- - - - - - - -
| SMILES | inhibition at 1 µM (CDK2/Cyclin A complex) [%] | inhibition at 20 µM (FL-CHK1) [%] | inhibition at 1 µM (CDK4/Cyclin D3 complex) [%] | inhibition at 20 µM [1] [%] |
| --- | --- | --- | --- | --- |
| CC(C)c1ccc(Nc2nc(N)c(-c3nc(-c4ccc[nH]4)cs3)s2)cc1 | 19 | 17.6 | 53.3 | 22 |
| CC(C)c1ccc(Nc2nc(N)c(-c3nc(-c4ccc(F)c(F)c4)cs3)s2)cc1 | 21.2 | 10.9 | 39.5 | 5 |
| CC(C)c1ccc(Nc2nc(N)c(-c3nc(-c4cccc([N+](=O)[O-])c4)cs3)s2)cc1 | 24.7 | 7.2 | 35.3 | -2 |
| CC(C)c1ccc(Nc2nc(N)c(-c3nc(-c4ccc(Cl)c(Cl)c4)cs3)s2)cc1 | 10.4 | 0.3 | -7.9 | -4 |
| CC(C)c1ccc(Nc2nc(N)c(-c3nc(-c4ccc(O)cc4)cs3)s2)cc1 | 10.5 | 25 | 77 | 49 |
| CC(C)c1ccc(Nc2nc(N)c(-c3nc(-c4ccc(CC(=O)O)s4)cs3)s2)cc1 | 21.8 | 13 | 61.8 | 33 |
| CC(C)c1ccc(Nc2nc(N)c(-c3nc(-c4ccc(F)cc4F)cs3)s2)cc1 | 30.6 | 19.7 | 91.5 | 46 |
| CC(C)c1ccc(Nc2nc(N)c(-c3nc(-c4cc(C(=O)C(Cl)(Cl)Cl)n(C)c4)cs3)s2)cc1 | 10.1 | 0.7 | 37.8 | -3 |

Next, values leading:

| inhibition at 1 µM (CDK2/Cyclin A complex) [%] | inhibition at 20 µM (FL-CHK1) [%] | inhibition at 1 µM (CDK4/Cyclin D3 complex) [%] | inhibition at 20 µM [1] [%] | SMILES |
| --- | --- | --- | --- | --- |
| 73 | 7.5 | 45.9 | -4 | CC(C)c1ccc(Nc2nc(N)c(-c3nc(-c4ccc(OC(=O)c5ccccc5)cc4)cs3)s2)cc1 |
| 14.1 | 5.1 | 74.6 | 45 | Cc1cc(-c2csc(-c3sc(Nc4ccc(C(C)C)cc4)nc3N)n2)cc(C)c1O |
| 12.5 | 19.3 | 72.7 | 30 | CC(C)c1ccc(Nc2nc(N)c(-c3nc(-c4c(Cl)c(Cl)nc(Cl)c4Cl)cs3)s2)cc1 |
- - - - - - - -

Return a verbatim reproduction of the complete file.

| SMILES | inhibition at 1 µM (CDK2/Cyclin A complex) [%] | inhibition at 20 µM (FL-CHK1) [%] | inhibition at 1 µM (CDK4/Cyclin D3 complex) [%] | inhibition at 20 µM [1] [%] |
| --- | --- | --- | --- | --- |
| CC(C)c1ccc(Nc2nc(N)c(-c3nc(-c4ccc[nH]4)cs3)s2)cc1 | 19 | 17.6 | 53.3 | 22 |
| CC(C)c1ccc(Nc2nc(N)c(-c3nc(-c4ccc(F)c(F)c4)cs3)s2)cc1 | 21.2 | 10.9 | 39.5 | 5 |
| CC(C)c1ccc(Nc2nc(N)c(-c3nc(-c4cccc([N+](=O)[O-])c4)cs3)s2)cc1 | 24.7 | 7.2 | 35.3 | -2 |
| CC(C)c1ccc(Nc2nc(N)c(-c3nc(-c4ccc(Cl)c(Cl)c4)cs3)s2)cc1 | 10.4 | 0.3 | -7.9 | -4 |
| CC(C)c1ccc(Nc2nc(N)c(-c3nc(-c4ccc(O)cc4)cs3)s2)cc1 | 10.5 | 25 | 77 | 49 |
| CC(C)c1ccc(Nc2nc(N)c(-c3nc(-c4ccc(CC(=O)O)s4)cs3)s2)cc1 | 21.8 | 13 | 61.8 | 33 |
| CC(C)c1ccc(Nc2nc(N)c(-c3nc(-c4ccc(F)cc4F)cs3)s2)cc1 | 30.6 | 19.7 | 91.5 | 46 |
| CC(C)c1ccc(Nc2nc(N)c(-c3nc(-c4cc(C(=O)C(Cl)(Cl)Cl)n(C)c4)cs3)s2)cc1 | 10.1 | 0.7 | 37.8 | -3 |

Next, values leading:

| inhibition at 1 µM (CDK2/Cyclin A complex) [%] | inhibition at 20 µM (FL-CHK1) [%] | inhibition at 1 µM (CDK4/Cyclin D3 complex) [%] | inhibition at 20 µM [1] [%] | SMILES |
| --- | --- | --- | --- | --- |
| 73 | 7.5 | 45.9 | -4 | CC(C)c1ccc(Nc2nc(N)c(-c3nc(-c4ccc(OC(=O)c5ccccc5)cc4)cs3)s2)cc1 |
| 14.1 | 5.1 | 74.6 | 45 | Cc1cc(-c2csc(-c3sc(Nc4ccc(C(C)C)cc4)nc3N)n2)cc(C)c1O |
| 12.5 | 19.3 | 72.7 | 30 | CC(C)c1ccc(Nc2nc(N)c(-c3nc(-c4c(Cl)c(Cl)nc(Cl)c4Cl)cs3)s2)cc1 |